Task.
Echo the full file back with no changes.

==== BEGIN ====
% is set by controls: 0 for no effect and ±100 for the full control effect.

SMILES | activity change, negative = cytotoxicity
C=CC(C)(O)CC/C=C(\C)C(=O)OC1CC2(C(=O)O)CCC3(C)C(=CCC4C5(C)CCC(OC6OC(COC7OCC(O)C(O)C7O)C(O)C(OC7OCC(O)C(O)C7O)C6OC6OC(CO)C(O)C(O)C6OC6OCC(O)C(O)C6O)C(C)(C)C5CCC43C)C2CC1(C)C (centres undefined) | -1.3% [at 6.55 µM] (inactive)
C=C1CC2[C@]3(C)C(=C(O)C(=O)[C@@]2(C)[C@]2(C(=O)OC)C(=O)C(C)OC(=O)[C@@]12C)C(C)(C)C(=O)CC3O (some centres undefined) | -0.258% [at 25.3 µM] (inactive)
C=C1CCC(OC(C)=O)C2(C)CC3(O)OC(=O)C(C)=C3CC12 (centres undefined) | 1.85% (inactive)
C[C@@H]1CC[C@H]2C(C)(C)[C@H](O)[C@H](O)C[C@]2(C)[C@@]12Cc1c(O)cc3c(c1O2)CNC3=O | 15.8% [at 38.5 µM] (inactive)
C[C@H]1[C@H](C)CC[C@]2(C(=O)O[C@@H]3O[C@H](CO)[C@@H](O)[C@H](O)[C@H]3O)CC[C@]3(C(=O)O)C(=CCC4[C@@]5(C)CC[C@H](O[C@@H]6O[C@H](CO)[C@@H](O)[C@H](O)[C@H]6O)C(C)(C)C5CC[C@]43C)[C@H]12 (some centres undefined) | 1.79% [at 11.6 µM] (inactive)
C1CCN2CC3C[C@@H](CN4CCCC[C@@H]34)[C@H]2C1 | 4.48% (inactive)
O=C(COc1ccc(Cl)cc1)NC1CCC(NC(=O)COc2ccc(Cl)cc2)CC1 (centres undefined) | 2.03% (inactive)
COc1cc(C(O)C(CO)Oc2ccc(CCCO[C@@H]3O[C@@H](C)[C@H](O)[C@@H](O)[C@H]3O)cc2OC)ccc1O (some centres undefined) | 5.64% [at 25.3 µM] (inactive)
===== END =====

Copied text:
% is set by controls: 0 for no effect and ±100 for the full control effect.

SMILES | activity change, negative = cytotoxicity
C=CC(C)(O)CC/C=C(\C)C(=O)OC1CC2(C(=O)O)CCC3(C)C(=CCC4C5(C)CCC(OC6OC(COC7OCC(O)C(O)C7O)C(O)C(OC7OCC(O)C(O)C7O)C6OC6OC(CO)C(O)C(O)C6OC6OCC(O)C(O)C6O)C(C)(C)C5CCC43C)C2CC1(C)C (centres undefined) | -1.3% [at 6.55 µM] (inactive)
C=C1CC2[C@]3(C)C(=C(O)C(=O)[C@@]2(C)[C@]2(C(=O)OC)C(=O)C(C)OC(=O)[C@@]12C)C(C)(C)C(=O)CC3O (some centres undefined) | -0.258% [at 25.3 µM] (inactive)
C=C1CCC(OC(C)=O)C2(C)CC3(O)OC(=O)C(C)=C3CC12 (centres undefined) | 1.85% (inactive)
C[C@@H]1CC[C@H]2C(C)(C)[C@H](O)[C@H](O)C[C@]2(C)[C@@]12Cc1c(O)cc3c(c1O2)CNC3=O | 15.8% [at 38.5 µM] (inactive)
C[C@H]1[C@H](C)CC[C@]2(C(=O)O[C@@H]3O[C@H](CO)[C@@H](O)[C@H](O)[C@H]3O)CC[C@]3(C(=O)O)C(=CCC4[C@@]5(C)CC[C@H](O[C@@H]6O[C@H](CO)[C@@H](O)[C@H](O)[C@H]6O)C(C)(C)C5CC[C@]43C)[C@H]12 (some centres undefined) | 1.79% [at 11.6 µM] (inactive)
C1CCN2CC3C[C@@H](CN4CCCC[C@@H]34)[C@H]2C1 | 4.48% (inactive)
O=C(COc1ccc(Cl)cc1)NC1CCC(NC(=O)COc2ccc(Cl)cc2)CC1 (centres undefined) | 2.03% (inactive)
COc1cc(C(O)C(CO)Oc2ccc(CCCO[C@@H]3O[C@@H](C)[C@H](O)[C@@H](O)[C@H]3O)cc2OC)ccc1O (some centres undefined) | 5.64% [at 25.3 µM] (inactive)